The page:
2. An overall learning experience via our lectures as mentioned above.
3. New exciting business opportunities for anyone that wants to meet Western or Eastern clients. What kind of business and take-away can expect attendees from that event?

IGA SQ-GMGDCTeddy Florea: Since the event has a multi-fold approach, and welcomes both the largest worldwide publishers and platform owners as well as the indie crowd, we expect the buyer-seller synergy to be the driving force of the conference. The GMGC international team will be on site, and will happily try to connect you as well via our match makers. Why GMGC chose Chengdu as the place of the conference and not Beijing or Shanghai?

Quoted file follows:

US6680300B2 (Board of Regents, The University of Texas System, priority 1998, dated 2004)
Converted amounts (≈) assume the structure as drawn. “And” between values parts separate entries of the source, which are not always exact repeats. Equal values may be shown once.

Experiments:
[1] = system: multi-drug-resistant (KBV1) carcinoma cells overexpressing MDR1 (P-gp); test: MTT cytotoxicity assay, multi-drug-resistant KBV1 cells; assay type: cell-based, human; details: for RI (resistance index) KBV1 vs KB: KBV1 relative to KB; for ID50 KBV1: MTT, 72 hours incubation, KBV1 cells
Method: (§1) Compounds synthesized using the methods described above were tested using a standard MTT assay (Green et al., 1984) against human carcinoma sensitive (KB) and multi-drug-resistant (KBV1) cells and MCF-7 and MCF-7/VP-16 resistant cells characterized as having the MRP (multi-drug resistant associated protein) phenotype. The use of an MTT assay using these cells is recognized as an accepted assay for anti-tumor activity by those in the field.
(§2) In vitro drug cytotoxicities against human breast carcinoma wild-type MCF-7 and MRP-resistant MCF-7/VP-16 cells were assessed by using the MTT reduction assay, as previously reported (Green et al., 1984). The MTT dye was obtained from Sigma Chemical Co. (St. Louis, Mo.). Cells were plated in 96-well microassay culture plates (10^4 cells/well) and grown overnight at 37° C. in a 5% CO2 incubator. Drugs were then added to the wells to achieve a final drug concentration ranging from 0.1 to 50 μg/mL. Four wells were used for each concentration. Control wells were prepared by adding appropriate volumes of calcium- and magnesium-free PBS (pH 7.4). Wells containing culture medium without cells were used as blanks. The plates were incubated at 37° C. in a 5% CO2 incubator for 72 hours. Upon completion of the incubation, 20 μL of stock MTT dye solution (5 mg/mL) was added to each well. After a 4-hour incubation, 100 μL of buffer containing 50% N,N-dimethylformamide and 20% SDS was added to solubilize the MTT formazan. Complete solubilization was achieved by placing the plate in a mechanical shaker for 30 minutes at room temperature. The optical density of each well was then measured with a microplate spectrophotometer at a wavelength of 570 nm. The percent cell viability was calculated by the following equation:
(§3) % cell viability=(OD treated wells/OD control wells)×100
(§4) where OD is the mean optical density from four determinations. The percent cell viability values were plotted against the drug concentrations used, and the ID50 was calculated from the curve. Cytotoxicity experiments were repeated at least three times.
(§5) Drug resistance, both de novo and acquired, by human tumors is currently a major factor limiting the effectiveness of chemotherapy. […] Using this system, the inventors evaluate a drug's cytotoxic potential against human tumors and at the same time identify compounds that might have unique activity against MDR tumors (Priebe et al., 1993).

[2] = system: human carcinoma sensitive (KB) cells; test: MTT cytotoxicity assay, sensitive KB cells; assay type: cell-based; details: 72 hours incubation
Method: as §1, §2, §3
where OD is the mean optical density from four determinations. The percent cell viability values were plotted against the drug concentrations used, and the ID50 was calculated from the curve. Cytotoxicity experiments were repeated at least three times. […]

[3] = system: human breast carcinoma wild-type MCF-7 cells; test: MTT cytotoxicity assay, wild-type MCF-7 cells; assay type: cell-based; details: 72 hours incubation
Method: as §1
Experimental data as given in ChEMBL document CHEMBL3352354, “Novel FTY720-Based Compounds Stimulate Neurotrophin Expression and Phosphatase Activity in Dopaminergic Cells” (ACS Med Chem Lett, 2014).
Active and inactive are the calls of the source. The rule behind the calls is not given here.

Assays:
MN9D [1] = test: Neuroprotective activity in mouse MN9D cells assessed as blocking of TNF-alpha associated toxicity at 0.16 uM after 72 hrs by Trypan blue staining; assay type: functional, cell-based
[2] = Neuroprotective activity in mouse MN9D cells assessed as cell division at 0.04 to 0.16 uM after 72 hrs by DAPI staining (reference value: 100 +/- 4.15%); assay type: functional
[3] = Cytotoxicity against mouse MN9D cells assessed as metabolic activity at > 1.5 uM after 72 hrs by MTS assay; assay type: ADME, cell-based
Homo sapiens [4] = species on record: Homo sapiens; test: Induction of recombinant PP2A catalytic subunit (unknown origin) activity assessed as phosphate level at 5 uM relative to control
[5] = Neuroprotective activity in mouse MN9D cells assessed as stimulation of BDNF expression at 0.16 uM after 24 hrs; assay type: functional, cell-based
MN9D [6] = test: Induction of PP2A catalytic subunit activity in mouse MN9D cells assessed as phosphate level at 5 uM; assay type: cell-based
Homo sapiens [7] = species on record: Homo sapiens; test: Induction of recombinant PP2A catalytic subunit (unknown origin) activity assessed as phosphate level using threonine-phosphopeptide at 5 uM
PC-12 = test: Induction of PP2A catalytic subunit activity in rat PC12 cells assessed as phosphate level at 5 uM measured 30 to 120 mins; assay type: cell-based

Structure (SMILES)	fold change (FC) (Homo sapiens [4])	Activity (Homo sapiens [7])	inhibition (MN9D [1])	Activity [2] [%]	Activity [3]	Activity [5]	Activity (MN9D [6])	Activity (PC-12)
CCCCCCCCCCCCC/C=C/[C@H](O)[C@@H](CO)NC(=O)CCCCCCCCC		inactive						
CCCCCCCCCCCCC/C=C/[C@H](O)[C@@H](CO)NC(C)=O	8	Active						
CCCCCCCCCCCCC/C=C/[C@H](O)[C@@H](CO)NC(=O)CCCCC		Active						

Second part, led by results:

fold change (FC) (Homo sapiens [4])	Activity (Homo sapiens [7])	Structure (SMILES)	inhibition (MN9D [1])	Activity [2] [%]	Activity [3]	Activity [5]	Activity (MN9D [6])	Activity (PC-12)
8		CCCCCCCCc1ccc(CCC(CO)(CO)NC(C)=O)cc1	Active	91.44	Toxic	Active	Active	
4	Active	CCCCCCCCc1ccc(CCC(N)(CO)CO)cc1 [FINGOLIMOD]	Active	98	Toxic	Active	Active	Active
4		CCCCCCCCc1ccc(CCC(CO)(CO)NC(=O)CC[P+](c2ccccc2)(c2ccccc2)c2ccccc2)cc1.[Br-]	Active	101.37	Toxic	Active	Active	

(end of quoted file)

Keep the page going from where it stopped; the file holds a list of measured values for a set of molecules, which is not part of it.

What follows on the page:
Teddy Florea: There are already conferences taking place in Beijing and Shanghai including our flagship one in China’s capital city celebrating its 5th anniversary in March next year. Despite the international prominence of the two major cities, most people outside China do not know that Chengdu has become the Chinese Silicon Valley city with the biggest Chinese studios having their production units there. It has indeed become a major centre for startups with over 900 tech companies being present. Even Western giants like Ubisoft opened regional offices there while the city owes its prominence in the gaming industry following the huge success of Tap4Fun who has managed to top the Apple’s Mobile charts with their game Galaxy Empire back in 2012. The local government is also very supportive for new international and Chinese to open offices in the city, and the trend has grown steadily, and shows strong signs of upscale. As mentioned below, we expect 10,000 attendees with a good percentage coming from Chendgu itself. As you have business in Europe and Asia, what are the main differences in terms of mobile game development and publishing / distribution in both of the regions?